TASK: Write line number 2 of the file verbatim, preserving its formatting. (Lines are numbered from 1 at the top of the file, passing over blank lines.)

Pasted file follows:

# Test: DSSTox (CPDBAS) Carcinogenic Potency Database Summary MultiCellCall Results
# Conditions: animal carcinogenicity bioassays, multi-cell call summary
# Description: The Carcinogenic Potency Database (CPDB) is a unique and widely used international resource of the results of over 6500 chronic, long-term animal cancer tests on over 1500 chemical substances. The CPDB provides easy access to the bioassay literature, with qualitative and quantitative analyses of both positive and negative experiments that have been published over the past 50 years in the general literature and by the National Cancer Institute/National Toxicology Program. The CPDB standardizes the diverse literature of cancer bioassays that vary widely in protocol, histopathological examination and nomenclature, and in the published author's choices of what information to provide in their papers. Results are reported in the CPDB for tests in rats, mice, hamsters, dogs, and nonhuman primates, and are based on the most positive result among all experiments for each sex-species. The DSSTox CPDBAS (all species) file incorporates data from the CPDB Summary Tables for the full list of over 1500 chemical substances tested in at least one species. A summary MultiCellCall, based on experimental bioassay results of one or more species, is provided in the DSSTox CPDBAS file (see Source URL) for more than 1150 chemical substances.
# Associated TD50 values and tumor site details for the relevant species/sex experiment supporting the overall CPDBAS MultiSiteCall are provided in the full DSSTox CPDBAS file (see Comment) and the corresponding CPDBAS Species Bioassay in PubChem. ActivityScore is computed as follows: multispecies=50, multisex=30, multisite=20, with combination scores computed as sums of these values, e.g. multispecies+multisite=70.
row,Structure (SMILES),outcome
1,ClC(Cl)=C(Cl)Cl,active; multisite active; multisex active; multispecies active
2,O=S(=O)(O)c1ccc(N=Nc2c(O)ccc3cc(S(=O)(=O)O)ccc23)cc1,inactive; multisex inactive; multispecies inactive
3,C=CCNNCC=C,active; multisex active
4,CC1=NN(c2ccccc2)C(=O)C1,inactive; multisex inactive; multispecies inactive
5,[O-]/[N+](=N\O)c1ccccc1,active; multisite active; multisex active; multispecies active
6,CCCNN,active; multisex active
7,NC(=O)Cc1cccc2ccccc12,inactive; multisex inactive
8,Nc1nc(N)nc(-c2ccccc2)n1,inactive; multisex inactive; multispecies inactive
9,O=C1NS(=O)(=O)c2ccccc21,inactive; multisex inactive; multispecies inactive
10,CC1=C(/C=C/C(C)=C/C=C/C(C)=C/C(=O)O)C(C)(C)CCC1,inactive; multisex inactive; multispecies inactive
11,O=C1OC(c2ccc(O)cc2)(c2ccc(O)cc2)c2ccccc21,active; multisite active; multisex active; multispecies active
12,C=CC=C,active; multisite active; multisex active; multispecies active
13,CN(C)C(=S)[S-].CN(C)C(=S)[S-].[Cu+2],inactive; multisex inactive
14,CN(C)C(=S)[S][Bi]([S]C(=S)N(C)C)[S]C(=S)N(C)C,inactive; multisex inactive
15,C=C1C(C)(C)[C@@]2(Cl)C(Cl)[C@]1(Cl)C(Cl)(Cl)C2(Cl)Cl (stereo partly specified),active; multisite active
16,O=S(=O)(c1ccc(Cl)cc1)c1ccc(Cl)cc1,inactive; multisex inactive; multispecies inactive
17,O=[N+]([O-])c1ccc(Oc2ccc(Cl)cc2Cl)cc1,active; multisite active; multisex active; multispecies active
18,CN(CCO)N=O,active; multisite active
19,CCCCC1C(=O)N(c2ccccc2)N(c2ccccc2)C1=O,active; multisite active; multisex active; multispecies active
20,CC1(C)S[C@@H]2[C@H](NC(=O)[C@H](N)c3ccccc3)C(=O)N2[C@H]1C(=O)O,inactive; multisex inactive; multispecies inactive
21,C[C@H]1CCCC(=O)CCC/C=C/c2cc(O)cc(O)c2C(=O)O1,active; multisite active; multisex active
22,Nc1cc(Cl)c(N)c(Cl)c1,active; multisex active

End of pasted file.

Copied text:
# Conditions: animal carcinogenicity bioassays, multi-cell call summary